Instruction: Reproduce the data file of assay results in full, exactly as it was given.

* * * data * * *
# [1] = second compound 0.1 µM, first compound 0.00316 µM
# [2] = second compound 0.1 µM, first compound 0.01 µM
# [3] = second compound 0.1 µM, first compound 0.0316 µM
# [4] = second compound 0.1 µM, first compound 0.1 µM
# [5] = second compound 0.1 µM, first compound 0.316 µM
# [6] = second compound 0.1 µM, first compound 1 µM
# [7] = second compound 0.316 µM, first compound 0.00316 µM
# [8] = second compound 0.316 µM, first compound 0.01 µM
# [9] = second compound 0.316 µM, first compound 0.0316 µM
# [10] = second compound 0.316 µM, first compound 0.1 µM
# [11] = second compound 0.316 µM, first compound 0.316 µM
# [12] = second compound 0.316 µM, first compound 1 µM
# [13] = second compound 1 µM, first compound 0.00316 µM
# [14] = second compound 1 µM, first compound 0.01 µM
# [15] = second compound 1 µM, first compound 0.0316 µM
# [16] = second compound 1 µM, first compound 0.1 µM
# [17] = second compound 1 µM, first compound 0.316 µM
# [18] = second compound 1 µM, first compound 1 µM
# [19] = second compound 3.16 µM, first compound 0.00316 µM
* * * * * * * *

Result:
# [1] = second compound 0.1 µM, first compound 0.00316 µM
# [2] = second compound 0.1 µM, first compound 0.01 µM
# [3] = second compound 0.1 µM, first compound 0.0316 µM
# [4] = second compound 0.1 µM, first compound 0.1 µM
# [5] = second compound 0.1 µM, first compound 0.316 µM
# [6] = second compound 0.1 µM, first compound 1 µM
# [7] = second compound 0.316 µM, first compound 0.00316 µM
# [8] = second compound 0.316 µM, first compound 0.01 µM
# [9] = second compound 0.316 µM, first compound 0.0316 µM
# [10] = second compound 0.316 µM, first compound 0.1 µM
# [11] = second compound 0.316 µM, first compound 0.316 µM
# [12] = second compound 0.316 µM, first compound 1 µM
# [13] = second compound 1 µM, first compound 0.00316 µM
# [14] = second compound 1 µM, first compound 0.01 µM
# [15] = second compound 1 µM, first compound 0.0316 µM
# [16] = second compound 1 µM, first compound 0.1 µM
# [17] = second compound 1 µM, first compound 0.316 µM
# [18] = second compound 1 µM, first compound 1 µM
# [19] = second compound 3.16 µM, first compound 0.00316 µM